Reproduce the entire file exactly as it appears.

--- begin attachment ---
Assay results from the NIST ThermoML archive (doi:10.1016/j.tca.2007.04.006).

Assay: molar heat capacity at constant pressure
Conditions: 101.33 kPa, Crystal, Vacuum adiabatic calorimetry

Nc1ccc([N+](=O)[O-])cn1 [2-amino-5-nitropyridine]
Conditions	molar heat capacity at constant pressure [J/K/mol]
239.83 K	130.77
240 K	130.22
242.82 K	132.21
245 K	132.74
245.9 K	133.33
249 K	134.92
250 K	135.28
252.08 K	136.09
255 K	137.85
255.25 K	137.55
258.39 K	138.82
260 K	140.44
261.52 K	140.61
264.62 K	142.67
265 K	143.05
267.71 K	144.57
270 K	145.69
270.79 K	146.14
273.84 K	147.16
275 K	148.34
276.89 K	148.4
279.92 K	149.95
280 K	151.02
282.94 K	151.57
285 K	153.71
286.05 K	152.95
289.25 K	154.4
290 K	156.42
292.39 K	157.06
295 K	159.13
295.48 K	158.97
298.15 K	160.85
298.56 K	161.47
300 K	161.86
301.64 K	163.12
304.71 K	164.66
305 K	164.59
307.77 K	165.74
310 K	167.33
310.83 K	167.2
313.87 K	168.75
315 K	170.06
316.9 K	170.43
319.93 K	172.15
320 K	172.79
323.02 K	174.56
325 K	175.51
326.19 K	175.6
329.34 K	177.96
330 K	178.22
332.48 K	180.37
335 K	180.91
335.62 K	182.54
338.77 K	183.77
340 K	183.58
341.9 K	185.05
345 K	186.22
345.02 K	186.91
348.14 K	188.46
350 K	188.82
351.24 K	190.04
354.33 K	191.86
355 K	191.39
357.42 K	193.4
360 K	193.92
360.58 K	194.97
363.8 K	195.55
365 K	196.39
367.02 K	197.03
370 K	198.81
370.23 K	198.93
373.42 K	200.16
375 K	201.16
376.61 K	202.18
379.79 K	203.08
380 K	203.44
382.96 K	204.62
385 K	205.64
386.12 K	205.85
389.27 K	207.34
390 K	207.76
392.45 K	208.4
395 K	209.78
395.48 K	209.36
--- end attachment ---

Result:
Assay results from the NIST ThermoML archive (doi:10.1016/j.tca.2007.04.006).

Assay: molar heat capacity at constant pressure
Conditions: 101.33 kPa, Crystal, Vacuum adiabatic calorimetry

Nc1ccc([N+](=O)[O-])cn1 [2-amino-5-nitropyridine]
Conditions	molar heat capacity at constant pressure [J/K/mol]
239.83 K	130.77
240 K	130.22
242.82 K	132.21
245 K	132.74
245.9 K	133.33
249 K	134.92
250 K	135.28
252.08 K	136.09
255 K	137.85
255.25 K	137.55
258.39 K	138.82
260 K	140.44
261.52 K	140.61
264.62 K	142.67
265 K	143.05
267.71 K	144.57
270 K	145.69
270.79 K	146.14
273.84 K	147.16
275 K	148.34
276.89 K	148.4
279.92 K	149.95
280 K	151.02
282.94 K	151.57
285 K	153.71
286.05 K	152.95
289.25 K	154.4
290 K	156.42
292.39 K	157.06
295 K	159.13
295.48 K	158.97
298.15 K	160.85
298.56 K	161.47
300 K	161.86
301.64 K	163.12
304.71 K	164.66
305 K	164.59
307.77 K	165.74
310 K	167.33
310.83 K	167.2
313.87 K	168.75
315 K	170.06
316.9 K	170.43
319.93 K	172.15
320 K	172.79
323.02 K	174.56
325 K	175.51
326.19 K	175.6
329.34 K	177.96
330 K	178.22
332.48 K	180.37
335 K	180.91
335.62 K	182.54
338.77 K	183.77
340 K	183.58
341.9 K	185.05
345 K	186.22
345.02 K	186.91
348.14 K	188.46
350 K	188.82
351.24 K	190.04
354.33 K	191.86
355 K	191.39
357.42 K	193.4
360 K	193.92
360.58 K	194.97
363.8 K	195.55
365 K	196.39
367.02 K	197.03
370 K	198.81
370.23 K	198.93
373.42 K	200.16
375 K	201.16
376.61 K	202.18
379.79 K	203.08
380 K	203.44
382.96 K	204.62
385 K	205.64
386.12 K	205.85
389.27 K	207.34
390 K	207.76
392.45 K	208.4
395 K	209.78
395.48 K	209.36